I had made a commitment to Maldive Shipping that I would fill up the vessel had offered them guaranteed revenue. Based on this commitment, Maldive Shipping had placed their vessel to call Cochin Port. At this stage, I was not only excited, but I was dreaming about the career I would build, fulfilling my dream of becoming a ship agent. I went after this goal and met every exporter for soliciting cargo. I worked with them in helping put together their logistics.

Under the guidance of Mr. Vijayan, I employed one or two staff, experienced enough to handle ships, especially immigration and customs work. Tea and spices started to move towards the Port and I saw them increase day by day. At this time, I had no clue about cargo measurement including cubic feet or tonnage. All I knew was volume. My Stevedores were appointed (Stevedores are licensed contractors by the Port Trust who are permitted in doing the loading and discharging operations using the port labour).

I started getting messages from Capt. Menon, outlining what I had to do, especially in terms of target time of getting the vessel out of the Cochin Port. I was allocated 72 hours to bring the vessel alongside, load the cargo, fill up the ship and sail. Tension mounted as I had a feeling that I would run short of cargo because of negative updates from my exporters, citing various reasons like shortage of raw material, cancellation of last minute orders, etc. All this was new to me.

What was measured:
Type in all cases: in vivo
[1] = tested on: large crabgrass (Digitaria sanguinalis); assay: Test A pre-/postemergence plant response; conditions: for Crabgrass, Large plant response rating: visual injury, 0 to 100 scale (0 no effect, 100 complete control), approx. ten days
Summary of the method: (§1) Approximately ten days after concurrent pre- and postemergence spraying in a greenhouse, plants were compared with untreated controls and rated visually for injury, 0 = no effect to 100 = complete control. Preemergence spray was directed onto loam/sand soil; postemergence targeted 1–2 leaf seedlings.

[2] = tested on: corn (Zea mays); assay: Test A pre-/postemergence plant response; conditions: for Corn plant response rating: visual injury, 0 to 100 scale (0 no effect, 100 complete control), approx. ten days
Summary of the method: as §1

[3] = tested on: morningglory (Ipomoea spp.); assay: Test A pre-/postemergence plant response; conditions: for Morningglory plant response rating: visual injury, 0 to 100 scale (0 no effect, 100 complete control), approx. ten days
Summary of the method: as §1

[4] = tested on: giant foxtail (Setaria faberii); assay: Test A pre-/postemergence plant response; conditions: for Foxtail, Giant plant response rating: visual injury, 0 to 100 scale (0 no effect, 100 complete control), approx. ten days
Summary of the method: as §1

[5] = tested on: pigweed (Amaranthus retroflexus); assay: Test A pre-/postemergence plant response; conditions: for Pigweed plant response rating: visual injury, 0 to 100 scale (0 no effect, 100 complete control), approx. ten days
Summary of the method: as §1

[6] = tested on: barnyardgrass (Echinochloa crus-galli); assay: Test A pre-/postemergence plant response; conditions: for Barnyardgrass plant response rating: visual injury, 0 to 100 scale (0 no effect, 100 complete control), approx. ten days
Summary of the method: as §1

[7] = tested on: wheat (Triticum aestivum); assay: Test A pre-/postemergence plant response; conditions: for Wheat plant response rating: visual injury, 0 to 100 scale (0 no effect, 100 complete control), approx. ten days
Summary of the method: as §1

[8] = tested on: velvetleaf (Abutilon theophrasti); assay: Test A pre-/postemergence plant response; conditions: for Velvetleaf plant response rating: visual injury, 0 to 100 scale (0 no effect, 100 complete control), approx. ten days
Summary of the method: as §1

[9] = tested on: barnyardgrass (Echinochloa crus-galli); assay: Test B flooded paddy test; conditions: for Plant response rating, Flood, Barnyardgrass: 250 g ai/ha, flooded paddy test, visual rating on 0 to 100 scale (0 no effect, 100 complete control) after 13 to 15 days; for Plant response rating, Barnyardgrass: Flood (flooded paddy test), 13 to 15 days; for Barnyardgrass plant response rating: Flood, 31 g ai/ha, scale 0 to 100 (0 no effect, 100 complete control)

You start to learn as you experience

The vessel came alongside and I realized that I was in trouble because there was insufficient cargo. I could not face my principals, especially, Capt Menon. I tried my best to find alternate cargo. I was stuck.

At this time I thought I blew another opportunity

The Captain, a Phillipino, gave me a long list of his requirements. The list started from ship repairs to fuel, food supplies and laundry requirements and to top it all, the vessel needed to re-validate some of the certificates. I didn’t anticipate all this and my lack of experience was showing. With my minimal staff, I managed to find help. In the meantime, I got a message saying that one Capt. Ricky was arriving from the Bombay office to over-see the technical side while the vessel was in port. My fear at this time was not only my lack of knowledge, the Captains long list of requirements but the excuse I would have to give for the shortage of cargo. I felt that I had let down my Principal, even though that was not my intention.